William Dieterle


Director
William Dieterle

About

Also Known As
Wilhelm Dieterle
Birth Place
Germany
Born
July 15, 1893
Died
December 08, 1972

Biography

Joined Max Reinhardt's theater company in Berlin after WWI and appeared in numerous silent films from 1921. Dieterle began directing two years later, starring in many of his own features, including his first, 1923's "Der Mensch am Wege." (His costar--in her debut leading role--was Marlene Dietrich.) Dieterle moved to Hollywood in 1930, working for Warner Bros. for a decade and starting o...

Photos & Videos

Family & Companions

Charlotte Hagenbruch
Wife
Screenwriter, actor.

Notes

Dieterle's trademark while directing was that he always wore gloves on the set.

Biography

Joined Max Reinhardt's theater company in Berlin after WWI and appeared in numerous silent films from 1921. Dieterle began directing two years later, starring in many of his own features, including his first, 1923's "Der Mensch am Wege." (His costar--in her debut leading role--was Marlene Dietrich.)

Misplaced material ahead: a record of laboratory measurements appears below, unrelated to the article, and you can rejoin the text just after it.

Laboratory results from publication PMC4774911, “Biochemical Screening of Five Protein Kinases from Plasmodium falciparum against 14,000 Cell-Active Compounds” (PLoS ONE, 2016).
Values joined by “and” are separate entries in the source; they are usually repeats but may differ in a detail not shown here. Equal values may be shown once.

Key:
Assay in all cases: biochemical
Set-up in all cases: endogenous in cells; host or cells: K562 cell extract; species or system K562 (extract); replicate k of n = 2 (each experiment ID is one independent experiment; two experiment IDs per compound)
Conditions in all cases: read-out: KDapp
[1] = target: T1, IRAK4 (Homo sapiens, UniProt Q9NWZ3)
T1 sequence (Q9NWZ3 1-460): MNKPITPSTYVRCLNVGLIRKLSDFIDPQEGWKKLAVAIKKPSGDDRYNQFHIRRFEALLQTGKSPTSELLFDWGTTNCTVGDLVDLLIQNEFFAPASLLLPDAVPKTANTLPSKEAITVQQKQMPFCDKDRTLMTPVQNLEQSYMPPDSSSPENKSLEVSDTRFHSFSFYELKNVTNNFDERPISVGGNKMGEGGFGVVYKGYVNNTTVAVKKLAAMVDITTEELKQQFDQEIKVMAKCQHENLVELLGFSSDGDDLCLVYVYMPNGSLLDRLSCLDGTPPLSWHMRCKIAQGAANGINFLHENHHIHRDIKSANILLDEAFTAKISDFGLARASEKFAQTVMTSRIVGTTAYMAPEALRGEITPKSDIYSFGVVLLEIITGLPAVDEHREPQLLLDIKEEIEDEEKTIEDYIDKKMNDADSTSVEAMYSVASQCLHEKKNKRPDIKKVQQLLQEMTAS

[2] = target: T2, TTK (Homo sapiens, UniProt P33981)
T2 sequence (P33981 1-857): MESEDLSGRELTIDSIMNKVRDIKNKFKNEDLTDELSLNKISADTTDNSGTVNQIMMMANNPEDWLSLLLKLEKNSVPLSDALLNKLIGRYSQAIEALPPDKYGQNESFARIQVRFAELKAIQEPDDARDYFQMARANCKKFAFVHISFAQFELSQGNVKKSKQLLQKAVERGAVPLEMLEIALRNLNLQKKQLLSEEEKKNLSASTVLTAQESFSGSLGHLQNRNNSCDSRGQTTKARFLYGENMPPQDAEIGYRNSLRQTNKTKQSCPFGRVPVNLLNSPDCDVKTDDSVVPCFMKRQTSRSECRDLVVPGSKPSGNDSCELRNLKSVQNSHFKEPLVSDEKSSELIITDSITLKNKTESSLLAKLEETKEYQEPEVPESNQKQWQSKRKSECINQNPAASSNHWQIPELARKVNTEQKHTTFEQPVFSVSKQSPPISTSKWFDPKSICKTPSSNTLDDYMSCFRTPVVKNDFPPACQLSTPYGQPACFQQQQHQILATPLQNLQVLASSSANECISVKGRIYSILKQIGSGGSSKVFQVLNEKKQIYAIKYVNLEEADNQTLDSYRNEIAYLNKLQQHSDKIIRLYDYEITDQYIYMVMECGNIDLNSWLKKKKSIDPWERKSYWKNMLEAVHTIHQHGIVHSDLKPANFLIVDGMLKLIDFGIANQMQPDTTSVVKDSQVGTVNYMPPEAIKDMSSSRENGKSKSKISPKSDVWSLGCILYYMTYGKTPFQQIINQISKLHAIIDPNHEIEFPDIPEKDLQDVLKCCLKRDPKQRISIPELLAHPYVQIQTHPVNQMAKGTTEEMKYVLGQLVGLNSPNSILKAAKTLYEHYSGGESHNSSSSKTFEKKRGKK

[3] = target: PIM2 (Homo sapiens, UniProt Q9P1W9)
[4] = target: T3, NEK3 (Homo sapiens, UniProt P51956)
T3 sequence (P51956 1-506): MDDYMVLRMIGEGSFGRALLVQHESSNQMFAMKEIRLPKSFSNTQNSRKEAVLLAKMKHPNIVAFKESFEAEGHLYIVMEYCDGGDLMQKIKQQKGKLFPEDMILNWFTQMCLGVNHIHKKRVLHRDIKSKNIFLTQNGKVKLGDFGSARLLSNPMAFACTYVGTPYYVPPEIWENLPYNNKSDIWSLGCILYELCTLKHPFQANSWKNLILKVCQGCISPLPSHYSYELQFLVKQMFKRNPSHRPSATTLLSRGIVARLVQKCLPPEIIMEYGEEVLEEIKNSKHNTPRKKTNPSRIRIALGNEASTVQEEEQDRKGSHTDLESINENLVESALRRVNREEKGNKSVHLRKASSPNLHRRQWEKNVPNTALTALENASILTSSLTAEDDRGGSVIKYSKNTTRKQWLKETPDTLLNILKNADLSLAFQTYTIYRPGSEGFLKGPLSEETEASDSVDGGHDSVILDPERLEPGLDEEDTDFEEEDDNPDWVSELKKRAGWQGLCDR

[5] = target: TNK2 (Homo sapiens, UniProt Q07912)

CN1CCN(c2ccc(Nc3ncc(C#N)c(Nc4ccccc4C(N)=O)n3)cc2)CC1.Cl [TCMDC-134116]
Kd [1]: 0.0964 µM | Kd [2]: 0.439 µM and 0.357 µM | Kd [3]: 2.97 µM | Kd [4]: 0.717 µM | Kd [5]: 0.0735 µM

Dieterle moved to Hollywood in 1930, working for Warner Bros. for a decade and starting out with a stunning series of medium scale "A" films and plenty of fine programmers. Indeed, although he made more "important" films later, some historians rate Dieterle's finest period as between 1931 and 1934. His moving "The Last Flight" (1931) was one of the definitive portraits of the "lost generation" of the 1920s, "Jewel Robbery" (1932) was imitation Lubitsch frippery of a very high order, and "Fog Over Frisco" (1934) has developed a cult following for its incredibly fast pace and technical bravura in telling a fairly standard crime story.